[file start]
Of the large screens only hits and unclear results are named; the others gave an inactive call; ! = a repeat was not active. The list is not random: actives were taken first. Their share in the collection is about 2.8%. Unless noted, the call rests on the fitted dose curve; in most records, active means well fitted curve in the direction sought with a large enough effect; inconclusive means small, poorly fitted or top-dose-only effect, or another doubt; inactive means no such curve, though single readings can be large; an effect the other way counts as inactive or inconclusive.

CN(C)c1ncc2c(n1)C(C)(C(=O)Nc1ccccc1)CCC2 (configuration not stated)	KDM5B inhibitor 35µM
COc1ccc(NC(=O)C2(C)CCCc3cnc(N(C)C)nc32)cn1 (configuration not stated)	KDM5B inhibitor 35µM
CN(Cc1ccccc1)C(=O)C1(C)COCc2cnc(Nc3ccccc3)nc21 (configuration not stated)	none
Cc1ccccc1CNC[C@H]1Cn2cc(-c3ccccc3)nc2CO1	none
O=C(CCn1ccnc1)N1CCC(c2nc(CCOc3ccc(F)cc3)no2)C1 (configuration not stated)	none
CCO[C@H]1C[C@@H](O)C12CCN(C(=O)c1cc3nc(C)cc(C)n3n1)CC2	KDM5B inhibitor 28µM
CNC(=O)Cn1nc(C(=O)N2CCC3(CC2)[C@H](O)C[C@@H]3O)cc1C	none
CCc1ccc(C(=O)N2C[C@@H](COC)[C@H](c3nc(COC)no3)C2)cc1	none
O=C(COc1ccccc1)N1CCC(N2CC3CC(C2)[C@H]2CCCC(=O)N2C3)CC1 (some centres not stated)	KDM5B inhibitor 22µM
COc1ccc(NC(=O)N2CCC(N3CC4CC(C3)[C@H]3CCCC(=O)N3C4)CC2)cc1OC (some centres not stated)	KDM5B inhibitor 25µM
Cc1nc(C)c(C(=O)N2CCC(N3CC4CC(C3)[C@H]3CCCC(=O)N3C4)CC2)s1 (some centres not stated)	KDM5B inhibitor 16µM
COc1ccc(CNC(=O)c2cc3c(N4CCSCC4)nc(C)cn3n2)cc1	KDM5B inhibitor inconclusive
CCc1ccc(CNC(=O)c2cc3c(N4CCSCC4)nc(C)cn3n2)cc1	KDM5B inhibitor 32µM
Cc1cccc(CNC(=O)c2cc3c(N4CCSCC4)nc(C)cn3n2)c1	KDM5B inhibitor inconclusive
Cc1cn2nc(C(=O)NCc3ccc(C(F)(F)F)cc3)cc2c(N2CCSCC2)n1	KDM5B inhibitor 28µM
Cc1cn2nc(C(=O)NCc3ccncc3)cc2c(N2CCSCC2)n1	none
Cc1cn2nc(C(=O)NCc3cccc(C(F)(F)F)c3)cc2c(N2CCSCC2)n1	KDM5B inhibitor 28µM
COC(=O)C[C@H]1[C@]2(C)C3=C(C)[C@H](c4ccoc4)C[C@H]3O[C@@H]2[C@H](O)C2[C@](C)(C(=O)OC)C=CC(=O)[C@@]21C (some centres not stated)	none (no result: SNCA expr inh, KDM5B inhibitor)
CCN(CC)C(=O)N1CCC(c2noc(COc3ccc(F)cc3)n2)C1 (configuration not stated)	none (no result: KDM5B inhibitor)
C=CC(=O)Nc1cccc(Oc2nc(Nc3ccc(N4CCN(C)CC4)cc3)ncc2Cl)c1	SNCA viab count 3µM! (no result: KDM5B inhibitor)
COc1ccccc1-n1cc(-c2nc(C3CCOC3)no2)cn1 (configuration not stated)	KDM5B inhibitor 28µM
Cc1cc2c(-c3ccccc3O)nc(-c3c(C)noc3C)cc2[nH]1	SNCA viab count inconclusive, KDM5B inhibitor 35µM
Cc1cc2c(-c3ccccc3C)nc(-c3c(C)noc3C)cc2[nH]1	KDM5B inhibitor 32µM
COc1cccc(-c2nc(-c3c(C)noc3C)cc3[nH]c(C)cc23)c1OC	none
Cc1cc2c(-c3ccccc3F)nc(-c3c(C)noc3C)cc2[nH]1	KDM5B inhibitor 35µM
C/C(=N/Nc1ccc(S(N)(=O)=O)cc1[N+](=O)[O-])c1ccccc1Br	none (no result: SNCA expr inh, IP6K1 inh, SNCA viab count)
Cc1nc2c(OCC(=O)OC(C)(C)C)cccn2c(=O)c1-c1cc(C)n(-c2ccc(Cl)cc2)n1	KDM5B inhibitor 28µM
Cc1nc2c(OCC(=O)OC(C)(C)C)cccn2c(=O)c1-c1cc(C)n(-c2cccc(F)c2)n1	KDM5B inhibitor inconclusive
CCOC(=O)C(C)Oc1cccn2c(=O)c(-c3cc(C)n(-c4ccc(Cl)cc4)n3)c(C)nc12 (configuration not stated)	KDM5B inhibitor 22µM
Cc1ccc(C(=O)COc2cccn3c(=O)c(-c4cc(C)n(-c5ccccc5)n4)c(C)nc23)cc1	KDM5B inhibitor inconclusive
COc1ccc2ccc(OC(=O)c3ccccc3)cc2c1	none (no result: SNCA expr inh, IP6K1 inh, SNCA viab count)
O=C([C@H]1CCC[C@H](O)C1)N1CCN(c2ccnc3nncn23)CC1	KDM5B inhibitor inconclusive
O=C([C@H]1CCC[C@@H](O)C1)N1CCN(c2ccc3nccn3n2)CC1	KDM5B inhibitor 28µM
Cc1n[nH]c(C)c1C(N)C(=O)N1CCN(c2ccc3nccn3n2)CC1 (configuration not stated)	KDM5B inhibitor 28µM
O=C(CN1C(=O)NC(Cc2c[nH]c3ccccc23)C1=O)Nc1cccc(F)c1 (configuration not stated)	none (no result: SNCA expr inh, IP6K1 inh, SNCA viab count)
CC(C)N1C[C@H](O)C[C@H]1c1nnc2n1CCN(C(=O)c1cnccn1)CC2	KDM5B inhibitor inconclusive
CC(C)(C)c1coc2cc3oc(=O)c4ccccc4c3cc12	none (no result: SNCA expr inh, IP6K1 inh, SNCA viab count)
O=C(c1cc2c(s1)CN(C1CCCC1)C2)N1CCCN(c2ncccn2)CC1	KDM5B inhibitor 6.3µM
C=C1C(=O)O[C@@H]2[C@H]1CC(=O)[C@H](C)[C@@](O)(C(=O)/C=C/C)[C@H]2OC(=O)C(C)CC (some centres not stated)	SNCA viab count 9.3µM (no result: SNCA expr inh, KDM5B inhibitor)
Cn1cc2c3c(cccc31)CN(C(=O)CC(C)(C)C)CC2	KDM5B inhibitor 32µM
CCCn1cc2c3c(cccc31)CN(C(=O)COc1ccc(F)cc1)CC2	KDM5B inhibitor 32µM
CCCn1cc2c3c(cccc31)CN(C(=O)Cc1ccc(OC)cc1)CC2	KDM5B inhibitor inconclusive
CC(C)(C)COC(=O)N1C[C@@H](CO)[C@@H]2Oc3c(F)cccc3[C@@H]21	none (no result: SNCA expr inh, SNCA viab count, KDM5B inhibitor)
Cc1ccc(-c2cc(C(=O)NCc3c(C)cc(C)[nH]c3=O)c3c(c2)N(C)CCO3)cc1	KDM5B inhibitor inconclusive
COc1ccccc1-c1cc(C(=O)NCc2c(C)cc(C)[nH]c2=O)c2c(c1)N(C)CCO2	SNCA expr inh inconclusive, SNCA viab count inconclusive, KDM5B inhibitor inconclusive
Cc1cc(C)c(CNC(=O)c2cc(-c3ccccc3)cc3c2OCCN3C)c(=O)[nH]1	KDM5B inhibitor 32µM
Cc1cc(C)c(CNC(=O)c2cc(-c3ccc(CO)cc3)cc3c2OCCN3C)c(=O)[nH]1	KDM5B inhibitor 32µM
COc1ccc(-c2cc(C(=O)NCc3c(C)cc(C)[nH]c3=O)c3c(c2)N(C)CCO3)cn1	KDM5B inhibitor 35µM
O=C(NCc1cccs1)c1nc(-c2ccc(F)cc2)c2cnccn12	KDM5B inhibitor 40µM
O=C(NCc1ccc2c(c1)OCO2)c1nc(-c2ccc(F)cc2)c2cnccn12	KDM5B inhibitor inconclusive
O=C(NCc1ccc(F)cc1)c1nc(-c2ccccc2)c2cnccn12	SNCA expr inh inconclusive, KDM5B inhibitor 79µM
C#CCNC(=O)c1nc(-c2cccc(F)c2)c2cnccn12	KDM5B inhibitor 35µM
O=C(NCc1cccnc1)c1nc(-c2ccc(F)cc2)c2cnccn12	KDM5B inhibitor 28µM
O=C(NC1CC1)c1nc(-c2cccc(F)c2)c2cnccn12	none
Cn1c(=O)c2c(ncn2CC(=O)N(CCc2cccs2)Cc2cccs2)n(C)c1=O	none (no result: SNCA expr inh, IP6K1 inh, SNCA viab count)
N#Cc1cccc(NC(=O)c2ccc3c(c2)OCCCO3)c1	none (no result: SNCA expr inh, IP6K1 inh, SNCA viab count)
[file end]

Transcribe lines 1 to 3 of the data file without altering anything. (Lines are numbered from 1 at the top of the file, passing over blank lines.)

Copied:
Of the large screens only hits and unclear results are named; the others gave an inactive call; ! = a repeat was not active. The list is not random: actives were taken first. Their share in the collection is about 2.8%. Unless noted, the call rests on the fitted dose curve; in most records, active means well fitted curve in the direction sought with a large enough effect; inconclusive means small, poorly fitted or top-dose-only effect, or another doubt; inactive means no such curve, though single readings can be large; an effect the other way counts as inactive or inconclusive.

CN(C)c1ncc2c(n1)C(C)(C(=O)Nc1ccccc1)CCC2 (configuration not stated)	KDM5B inhibitor 35µM
COc1ccc(NC(=O)C2(C)CCCc3cnc(N(C)C)nc32)cn1 (configuration not stated)	KDM5B inhibitor 35µM